Thalassodraco etchesi – A New Species of Ichthyosaur is Described
A new kind of ichthyosaur has been named and described following the discovery of a partial, articulated skeleton preserved in a limestone concretion on the Dorset coast (southern England). The fossil material consisting of the anterior portion of the marine reptile was discovered by renowned amateur fossil hunter Dr Steve Etches MBE, the founder of the Etches Collection museum, located on Kimmeridge Bay, not too far from where this new species was discovered.
This new species has been named Thalassodraco etchesi, the name translates as “Etches Sea Dragon”.
A Life Reconstruction of Thalassodraco etchesi
Picture Credit: Megan Jacobs/University of Portsmouth
Noticing the numerous, small teeth in the jaws, there are more than seventy teeth in the upper jaws alone, Steve passed his find onto researchers at the University of Portsmouth. The scientific paper on the fifth known ichthyosaur from the Late Jurassic has been published in the on-line, open-access journal PLOS One.
Corresponding author of the paper, University of Portsmouth Masters student, Megan Jacobs, comments that at an estimated two metres in length, it is the smallest ichthyosaur from the Late Jurassic to be described to date.
The location of the fossil discovery – Kimmeridge Bay is part of the Jurassic Coast World Heritage Site. The material comes from a limestone layer known as the White Stone Band. When it died, the seafloor would have been a very soft ooze, allowing the front half of the animal to sink into the mud, before scavengers came along and ate the tail end.
The Beautifully Prepared Fossilised Remains of T. etchesi with an Interpretative Line Drawing
Picture Credit: Jacobs and Martill (with permission to use the photograph from the Etches Collection)
As the anterior portion of the carcass was partially buried it was protected from being scavenged and the fine particles of mud which encased it provided conditions for exceptional preservation. Stomach contents along with ligaments and some other soft tissues have been preserved.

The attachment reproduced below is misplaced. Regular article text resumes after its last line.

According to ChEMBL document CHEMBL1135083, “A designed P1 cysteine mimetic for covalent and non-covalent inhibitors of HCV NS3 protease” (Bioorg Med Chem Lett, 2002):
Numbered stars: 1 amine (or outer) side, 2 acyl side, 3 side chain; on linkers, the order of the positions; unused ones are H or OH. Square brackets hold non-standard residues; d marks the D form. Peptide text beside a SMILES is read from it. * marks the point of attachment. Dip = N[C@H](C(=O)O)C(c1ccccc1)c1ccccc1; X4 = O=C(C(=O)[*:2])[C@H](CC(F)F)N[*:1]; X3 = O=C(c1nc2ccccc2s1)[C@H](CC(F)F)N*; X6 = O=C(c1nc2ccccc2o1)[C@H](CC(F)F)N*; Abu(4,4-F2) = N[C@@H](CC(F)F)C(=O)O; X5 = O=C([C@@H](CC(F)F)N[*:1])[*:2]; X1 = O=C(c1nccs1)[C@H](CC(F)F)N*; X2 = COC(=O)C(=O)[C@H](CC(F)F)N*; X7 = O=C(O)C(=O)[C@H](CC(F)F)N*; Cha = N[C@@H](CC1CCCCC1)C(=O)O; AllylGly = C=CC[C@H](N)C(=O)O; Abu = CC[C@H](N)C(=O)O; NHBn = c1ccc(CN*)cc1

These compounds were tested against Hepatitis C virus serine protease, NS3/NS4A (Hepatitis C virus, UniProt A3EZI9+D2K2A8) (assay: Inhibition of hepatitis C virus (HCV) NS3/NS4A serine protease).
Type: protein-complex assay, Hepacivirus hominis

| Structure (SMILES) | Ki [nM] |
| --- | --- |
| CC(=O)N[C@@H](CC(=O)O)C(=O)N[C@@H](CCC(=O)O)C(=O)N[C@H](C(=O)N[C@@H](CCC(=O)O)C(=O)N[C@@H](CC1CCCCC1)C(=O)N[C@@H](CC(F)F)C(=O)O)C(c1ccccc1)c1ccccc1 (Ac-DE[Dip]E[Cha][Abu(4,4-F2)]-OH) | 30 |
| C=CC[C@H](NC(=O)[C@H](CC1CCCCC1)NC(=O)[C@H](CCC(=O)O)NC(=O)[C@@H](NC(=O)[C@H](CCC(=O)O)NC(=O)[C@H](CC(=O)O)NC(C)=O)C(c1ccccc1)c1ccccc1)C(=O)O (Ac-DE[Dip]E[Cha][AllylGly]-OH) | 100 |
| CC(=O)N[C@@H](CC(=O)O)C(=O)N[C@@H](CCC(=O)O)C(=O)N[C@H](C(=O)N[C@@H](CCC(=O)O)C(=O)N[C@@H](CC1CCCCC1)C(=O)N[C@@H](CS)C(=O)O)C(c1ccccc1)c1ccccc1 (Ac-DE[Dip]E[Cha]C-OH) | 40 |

Commenting on the specimen, Megan stated:
“Skeletons of Late Jurassic ichthyosaurs in the UK are extremely rare, so, after doing some research, comparing it with those known from other Late Jurassic deposits around the world, and not being able to find a match was very exciting. Thalassodraco etchesi is a beautifully preserved ichthyosaur, with soft tissue preservation making it all the more interesting. Steve’s incredible collection contains many new and exciting animals, and being given the chance to describe this ichthyosaur was a real privilege.”
A Deep Body but Small Forelimbs
The researchers noted the unusual body shape of the small ichthyosaur, it had a deep ribcage, small forelimbs and jaws lined with dozens of tiny, conical teeth. It may have filled a slightly different niche in the Late Jurassic marine ecosystem compared to other ichthyosaurs.
Co-author of the paper, Professor David Martill, who leads the vertebrate palaeontology research unit at the University of Portsmouth commented:
“Steve is an exceptional fossil collector and although he is sometimes referred to as an amateur collector, he has done so much for palaeontology that he has been awarded an MBE, and is truly a pro. If it were not for collectors like Steve, scientists would have very few specimens to work on.”
A Skeletal Reconstruction of Thalassodraco etchesi
Picture Credit: Jacobs and Martill (PLOS One)
With the publication of the scientific paper formally naming this new species of marine reptile, the research does not end. The team hope to study the specimen, which is part of the Etches Museum collection, learning more about the reptile’s biology.
Professor Martill explained:
“There are a number of things that make this animal special, not least of which is its unusual rib cage and small flippers. It may have swum with a distinctive style from other ichthyosaurs.”
Our congratulations to Dr Steve Etches and all the team at the amazing Etches Collection museum on the Dorset coast.
The scientific paper: “A new ophthalmosaurid ichthyosaur from the Upper Jurassic (Early Tithonian) Kimmeridge Clay of Dorset, UK, with implications for Late Jurassic ichthyosaur diversity” by Megan L. Jacobs and David M. Martill published in PLOS One.